Today's anniversaries are all pre-legalization deaths, including two unusual deaths: one by a perpetrator whose profession I've been unable to determine, and one self-induced. Most illegal abortions were performed by doctors, with midwifes and nurses and other trained medical professionals taking up almost all of the remainder. Only a few were performed by laypersons, and most of them still had some training and backup from a physician. Though self-induced abortions were rare, they were the most dangerous, and thus would account for a higher proportion of deaths.
On February 16, 1890, Mrs. Mary Keegan died from complications of an illegal abortion performed that day. Mary died at the location where the abortion was performed. Mrs. Annie Schneider was arrested and held by the Coroner's Jury. Mrs. Schneider is described as employed in an unidentified profession.
On February 16, 1918, 34-year-old Helen Noah, a homemaker, died in at Presbyterian Hospital in Allegheny County, Pennsylvania. The autopsy concluded that she had performed a self-induced abortion using a catheter. She died of septicemia.
On February 16, 1925, 28-year-old homemaker Agnes Crowe died in Chicago's West Side Hospital from a criminal abortion performed that day. The coroner indicated that a female midwife was responsible for Agnes' death, but did not name the guilty party.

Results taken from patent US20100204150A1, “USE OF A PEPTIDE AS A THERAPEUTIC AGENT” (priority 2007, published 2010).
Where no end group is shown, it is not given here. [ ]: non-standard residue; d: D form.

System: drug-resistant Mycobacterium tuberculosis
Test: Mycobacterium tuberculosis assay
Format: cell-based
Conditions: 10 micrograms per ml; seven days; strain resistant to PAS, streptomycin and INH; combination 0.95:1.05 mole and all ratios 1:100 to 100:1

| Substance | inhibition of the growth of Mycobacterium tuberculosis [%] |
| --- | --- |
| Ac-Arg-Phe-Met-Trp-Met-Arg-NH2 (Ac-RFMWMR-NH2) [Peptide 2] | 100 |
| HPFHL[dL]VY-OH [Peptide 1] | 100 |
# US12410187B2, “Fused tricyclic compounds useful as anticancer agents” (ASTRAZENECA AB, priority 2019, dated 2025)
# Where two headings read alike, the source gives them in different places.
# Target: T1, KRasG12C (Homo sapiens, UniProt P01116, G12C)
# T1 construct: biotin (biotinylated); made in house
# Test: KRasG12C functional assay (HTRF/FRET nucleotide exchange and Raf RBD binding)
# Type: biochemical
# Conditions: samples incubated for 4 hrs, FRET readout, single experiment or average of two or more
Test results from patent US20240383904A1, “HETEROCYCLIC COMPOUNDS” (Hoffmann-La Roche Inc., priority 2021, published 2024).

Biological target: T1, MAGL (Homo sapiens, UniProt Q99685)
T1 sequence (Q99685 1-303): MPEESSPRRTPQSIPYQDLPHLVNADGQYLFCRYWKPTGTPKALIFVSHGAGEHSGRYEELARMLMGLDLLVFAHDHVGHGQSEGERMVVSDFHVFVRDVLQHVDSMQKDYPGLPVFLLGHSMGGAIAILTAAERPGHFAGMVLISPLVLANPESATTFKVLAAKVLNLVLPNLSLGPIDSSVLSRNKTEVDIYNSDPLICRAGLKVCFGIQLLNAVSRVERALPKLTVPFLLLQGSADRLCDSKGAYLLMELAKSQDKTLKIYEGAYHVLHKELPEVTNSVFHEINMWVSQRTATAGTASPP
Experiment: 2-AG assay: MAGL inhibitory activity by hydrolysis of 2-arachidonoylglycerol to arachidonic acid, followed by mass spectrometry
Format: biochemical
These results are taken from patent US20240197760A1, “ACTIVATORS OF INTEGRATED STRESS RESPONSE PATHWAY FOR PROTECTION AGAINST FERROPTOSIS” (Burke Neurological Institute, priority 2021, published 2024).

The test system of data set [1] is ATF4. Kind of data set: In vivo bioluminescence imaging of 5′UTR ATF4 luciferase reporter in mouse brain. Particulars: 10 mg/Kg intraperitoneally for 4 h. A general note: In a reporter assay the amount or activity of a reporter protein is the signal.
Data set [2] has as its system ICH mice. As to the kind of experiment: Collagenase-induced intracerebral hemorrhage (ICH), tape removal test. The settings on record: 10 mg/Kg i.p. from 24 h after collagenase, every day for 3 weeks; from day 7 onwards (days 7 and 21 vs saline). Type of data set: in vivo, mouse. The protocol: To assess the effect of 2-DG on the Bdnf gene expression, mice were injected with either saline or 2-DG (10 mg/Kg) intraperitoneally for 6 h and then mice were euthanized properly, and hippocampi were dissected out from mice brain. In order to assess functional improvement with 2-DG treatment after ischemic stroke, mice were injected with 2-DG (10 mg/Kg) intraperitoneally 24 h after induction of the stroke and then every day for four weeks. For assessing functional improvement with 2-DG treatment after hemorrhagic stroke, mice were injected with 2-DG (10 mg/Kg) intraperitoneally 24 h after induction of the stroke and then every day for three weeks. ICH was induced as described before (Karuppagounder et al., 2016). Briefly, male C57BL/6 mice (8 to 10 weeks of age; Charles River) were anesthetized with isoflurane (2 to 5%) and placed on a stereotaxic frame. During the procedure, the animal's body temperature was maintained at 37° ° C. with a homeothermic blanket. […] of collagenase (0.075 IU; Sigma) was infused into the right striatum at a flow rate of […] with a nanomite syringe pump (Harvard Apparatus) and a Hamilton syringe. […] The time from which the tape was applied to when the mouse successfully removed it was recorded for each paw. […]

On February 16, 1929, Mrs. Ruth Weir, of East Orange, New Jersey, died at Orange Memorial Hospital of sepsis contracted through a criminal abortion. Dr. Maurice Sturm was arrested when Ruth implicated him in a deathbed statement. Sturm admitted to performing the abortion, but insisted that it had not been illegal because it was necessary to save Ruth's life. The District Attorney claimed that Sturm failed to keep proper records, including concealing names and appointments of patients. Sturm, who was later acquitted of the manslaughter charge in Ruth's death, alleged during his trial that a judge had demanded bribe money from him to dismiss the case, but that $1000 he had given the judge was a gift and not part of the bribe money.